Understanding ecosystem change in upper Mississippi River backwaters through geochemical and biological analyses of sediment cores
Belby, Colin S.; Rivera Pérez, Carmen; Gerrish, Gretchen A.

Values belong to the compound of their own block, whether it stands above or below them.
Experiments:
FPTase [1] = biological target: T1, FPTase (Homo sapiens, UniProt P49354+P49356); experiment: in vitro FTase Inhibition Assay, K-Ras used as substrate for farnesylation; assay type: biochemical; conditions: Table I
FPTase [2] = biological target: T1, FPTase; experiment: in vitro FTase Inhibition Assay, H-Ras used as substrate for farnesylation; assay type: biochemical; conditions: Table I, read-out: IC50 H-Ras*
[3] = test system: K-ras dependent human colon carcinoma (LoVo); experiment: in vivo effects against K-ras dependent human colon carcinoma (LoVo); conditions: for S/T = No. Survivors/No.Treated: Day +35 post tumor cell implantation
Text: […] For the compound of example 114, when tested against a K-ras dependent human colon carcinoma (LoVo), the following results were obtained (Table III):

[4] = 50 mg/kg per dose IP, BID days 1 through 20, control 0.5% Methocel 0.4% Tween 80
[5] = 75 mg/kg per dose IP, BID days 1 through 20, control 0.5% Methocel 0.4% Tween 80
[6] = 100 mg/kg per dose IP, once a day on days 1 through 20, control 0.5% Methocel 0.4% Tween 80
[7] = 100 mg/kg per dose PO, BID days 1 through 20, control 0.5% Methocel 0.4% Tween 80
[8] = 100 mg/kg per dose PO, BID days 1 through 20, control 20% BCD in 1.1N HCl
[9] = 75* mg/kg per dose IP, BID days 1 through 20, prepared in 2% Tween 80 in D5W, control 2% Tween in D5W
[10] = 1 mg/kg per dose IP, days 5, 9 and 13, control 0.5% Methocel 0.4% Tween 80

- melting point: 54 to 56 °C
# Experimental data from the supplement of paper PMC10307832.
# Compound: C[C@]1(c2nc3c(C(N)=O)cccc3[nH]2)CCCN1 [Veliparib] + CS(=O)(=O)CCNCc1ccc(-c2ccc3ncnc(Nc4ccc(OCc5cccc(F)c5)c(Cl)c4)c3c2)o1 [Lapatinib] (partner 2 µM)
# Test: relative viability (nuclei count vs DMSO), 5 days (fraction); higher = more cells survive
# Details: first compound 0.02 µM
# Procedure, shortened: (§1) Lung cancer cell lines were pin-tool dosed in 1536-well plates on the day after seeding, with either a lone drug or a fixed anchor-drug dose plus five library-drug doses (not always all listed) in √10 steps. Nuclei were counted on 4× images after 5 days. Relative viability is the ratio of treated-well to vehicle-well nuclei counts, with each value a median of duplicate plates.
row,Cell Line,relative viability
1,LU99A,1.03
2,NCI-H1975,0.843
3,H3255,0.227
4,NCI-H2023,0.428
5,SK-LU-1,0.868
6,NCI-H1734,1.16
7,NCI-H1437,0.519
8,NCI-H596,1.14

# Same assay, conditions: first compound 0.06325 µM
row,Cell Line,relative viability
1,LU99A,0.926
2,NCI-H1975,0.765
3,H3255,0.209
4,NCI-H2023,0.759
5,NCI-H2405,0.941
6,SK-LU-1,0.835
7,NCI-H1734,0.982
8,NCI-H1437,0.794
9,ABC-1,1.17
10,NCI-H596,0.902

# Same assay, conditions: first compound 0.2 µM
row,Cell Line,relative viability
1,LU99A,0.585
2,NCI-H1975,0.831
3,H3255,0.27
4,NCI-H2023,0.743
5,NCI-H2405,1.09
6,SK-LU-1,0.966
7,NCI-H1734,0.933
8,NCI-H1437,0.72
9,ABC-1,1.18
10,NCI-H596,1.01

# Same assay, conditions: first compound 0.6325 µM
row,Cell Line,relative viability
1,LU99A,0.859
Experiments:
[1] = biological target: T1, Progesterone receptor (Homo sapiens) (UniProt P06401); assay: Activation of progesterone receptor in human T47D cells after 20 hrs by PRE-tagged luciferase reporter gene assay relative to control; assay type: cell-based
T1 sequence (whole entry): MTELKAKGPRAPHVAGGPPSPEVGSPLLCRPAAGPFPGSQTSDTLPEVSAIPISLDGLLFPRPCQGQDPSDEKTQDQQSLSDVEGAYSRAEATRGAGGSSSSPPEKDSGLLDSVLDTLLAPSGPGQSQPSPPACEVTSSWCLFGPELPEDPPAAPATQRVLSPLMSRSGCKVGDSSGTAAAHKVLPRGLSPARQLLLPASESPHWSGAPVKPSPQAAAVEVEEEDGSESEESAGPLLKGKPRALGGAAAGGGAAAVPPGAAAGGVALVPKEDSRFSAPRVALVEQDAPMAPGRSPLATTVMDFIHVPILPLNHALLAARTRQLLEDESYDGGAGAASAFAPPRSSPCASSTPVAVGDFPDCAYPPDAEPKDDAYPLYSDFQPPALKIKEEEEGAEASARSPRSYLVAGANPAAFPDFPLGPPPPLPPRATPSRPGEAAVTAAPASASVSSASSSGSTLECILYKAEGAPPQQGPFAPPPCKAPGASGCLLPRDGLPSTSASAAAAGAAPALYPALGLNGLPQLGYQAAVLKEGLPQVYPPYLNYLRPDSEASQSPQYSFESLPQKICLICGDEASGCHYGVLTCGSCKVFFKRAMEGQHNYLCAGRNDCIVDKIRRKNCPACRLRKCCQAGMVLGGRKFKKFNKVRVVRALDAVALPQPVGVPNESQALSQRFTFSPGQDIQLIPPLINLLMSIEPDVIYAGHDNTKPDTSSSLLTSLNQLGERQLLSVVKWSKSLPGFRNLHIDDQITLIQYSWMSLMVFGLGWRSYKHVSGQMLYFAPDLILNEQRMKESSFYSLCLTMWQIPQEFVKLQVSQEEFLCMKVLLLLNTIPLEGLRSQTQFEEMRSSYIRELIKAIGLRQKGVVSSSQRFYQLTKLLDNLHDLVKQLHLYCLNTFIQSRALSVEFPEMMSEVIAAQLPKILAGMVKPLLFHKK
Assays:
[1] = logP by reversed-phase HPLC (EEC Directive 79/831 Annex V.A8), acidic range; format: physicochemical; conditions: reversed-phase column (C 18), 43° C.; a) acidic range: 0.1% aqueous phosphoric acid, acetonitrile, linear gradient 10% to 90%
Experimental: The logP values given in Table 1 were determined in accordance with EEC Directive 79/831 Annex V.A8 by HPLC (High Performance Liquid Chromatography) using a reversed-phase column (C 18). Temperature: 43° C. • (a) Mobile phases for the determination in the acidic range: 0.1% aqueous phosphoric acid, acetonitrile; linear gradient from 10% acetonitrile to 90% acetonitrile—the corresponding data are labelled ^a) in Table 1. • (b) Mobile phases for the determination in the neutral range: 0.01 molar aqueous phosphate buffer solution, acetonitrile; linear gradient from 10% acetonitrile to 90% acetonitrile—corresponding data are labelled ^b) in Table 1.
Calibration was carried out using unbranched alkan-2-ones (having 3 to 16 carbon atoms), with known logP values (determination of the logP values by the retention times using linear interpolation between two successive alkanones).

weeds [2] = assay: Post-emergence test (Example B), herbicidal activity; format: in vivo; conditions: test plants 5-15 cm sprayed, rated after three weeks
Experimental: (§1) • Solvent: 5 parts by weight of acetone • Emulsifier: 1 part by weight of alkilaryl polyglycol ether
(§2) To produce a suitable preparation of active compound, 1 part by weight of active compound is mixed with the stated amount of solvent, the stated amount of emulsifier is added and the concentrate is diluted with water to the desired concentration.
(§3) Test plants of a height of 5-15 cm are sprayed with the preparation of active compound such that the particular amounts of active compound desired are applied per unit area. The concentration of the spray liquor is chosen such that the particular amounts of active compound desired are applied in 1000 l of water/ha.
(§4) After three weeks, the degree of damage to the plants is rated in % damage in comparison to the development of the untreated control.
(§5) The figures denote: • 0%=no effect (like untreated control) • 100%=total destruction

Anthropogenic activities have altered the natural ecology and hydrology of the upper Mississippi River (UMR). Land-clearance for agriculture during mid-19 th century European-American settlement changed regional plant communities and increased overland sediment transport. Locks and dams were constructed in the UMR to facilitate commercial navigation in the late 1930s, raising water level at mid-pool by approximately two meters. This increase in water level altered floodplain geomorphology, expanding wetlands and increasing connectivity between backwater lakes and the river's main channel. Biogeochemical properties, pollen, and zooplankton composition were analyzed from sediment cores from upper Lawrence Lake, a backwater lake, in Pool 8 near La Crosse, Wisconsin. Integration of these data provides an understanding of how landscape level changes affected UMR aquatic habitats. Land clearance in the mid-1800s caused high turbidity, drastically altering the aquatic ecosystem. During the post-settlement period sedimentation in the backwater increased by more than an order of magnitude. Magnetic susceptibility and ragweed pollen more than doubled at the same time point that zooplankton diapause egg abundance began decreasing. Recovery of zooplankton communities was not observed until dam closure in the 1930s. Based on the relative abundance of diapause eggs from the pre- and post-settlement sediments, species composition has changed from large Daphnia in the pre-settlement period to more Calanoid and small-bodied Cladocera (Chydoridae , Ceriodaphnia) in recent times. In addition to changes in native species abundances, it is clear that a non-native bryozoan, Lophopodella carteri, was introduced and has been abundant in the ecosystem since the mid-1940s. Both lock and dam closure, and modified agricultural practices likely contributed to generating an environment where aquatic biota can persist post-1930s. If sedimentation in the backwater continues at the post-1964 rate, upper Lawrence Lake will be filled to the flat pool elevation within the next 25–50 years.